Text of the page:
n another episode of “Have We Learned Nothing from History?” two governments in the past couple of days have decided to take the high prices of food into their own hands.
Justin Trudeau, the Prime Minister of Canada, wants to heap more taxes on grocery stores to punish them for high prices. And Chicago’s mayor, Brandon Johnson, has proposed city-owned grocery stores.
Some other times the government has taken control of the food supply
Historically, it’s the beginning of the end for people when the government begins to interfere with food pricing, production, and distribution. Just look at some of the rules that were established in Venezuela that led to widespread hunger. The government took control of food production facilities. They began forcing farmers to produce food for less than the cost of growing or raising it. They rationed food to families. They even began to track people who were growing their own food. In short, every terrible decision it was possible to make, they made. And the people suffered for it.
There’s an article by a friend of mine, Scott Terry, that I always cite when talking about the collectivization of food. He wrote a concerning history of this troubling phenomenon right here in America and it’s well worth a read. His article is specifically about agriculture but the same principles hold true of other governmental controls on food.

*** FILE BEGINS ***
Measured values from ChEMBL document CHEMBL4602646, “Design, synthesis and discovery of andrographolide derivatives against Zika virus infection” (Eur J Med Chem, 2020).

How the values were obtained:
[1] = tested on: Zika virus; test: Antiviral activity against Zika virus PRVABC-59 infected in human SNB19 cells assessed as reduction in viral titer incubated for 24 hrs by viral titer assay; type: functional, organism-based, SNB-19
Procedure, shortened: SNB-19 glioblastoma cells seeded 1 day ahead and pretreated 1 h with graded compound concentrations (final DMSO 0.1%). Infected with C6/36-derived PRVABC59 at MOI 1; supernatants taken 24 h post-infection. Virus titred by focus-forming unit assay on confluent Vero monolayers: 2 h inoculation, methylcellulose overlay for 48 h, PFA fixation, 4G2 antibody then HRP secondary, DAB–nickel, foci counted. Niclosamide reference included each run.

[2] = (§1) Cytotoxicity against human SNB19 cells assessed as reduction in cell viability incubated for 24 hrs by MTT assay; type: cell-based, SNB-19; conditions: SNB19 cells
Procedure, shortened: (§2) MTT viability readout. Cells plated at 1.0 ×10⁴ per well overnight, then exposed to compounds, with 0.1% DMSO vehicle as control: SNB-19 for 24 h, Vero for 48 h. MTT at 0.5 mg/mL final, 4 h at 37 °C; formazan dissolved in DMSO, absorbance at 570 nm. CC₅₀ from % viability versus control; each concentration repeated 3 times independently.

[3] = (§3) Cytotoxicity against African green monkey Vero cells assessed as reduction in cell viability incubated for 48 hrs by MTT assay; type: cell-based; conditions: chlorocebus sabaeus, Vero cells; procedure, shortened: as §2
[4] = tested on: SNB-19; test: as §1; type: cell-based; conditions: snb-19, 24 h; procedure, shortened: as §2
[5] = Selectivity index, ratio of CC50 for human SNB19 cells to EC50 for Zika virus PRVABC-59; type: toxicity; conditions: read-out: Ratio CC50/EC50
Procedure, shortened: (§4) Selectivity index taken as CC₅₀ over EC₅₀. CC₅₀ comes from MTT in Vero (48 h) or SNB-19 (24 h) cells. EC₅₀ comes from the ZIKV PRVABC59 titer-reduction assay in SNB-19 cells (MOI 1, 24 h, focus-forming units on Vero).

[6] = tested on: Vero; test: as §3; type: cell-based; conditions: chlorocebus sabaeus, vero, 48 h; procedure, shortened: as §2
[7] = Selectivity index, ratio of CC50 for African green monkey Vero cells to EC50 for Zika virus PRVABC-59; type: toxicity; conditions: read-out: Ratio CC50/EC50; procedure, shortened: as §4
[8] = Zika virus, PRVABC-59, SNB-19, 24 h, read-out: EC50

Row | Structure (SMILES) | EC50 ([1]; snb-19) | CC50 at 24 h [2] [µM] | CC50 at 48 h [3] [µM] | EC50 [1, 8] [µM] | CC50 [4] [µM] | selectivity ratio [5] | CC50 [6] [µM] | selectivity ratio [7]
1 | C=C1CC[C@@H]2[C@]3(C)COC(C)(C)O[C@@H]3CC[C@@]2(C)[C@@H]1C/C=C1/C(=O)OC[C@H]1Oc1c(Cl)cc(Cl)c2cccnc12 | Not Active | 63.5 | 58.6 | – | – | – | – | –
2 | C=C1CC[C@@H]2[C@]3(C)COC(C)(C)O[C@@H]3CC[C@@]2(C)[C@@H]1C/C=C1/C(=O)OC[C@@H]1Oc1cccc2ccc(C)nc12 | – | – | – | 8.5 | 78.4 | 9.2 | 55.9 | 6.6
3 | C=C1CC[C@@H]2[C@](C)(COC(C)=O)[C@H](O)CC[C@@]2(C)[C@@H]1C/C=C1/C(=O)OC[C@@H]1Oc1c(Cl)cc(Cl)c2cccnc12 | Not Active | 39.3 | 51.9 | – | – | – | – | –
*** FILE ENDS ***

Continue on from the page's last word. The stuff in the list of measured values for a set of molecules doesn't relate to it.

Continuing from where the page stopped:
In short, he concludes that:
There are several reasons why the collectivists want to destroy agriculture in America.
The first being that the farmer has traditionally been the great stumbling block to communism and totalitarianism. Stalin found this out the hard way and had to murder seven million (7,000,000) Ukrainian farmers by starvation. One cannot enslave a population of independent freeholders. They must be removed one way or another.
The second reason is that the easiest way to control people is through food. There are executive orders on the books that give the federal government the power to confiscate and nationalize the nations agricultural resources. Now, it is much easier to control a handful of farms as opposed to controlling several million farms. These plans have been on the books for many years (and always renewed by all subsequent presidents) and help explain why the USDA has always encouraged farmers to “get big or get out”. No industry in America has seen more consolidation than agriculture.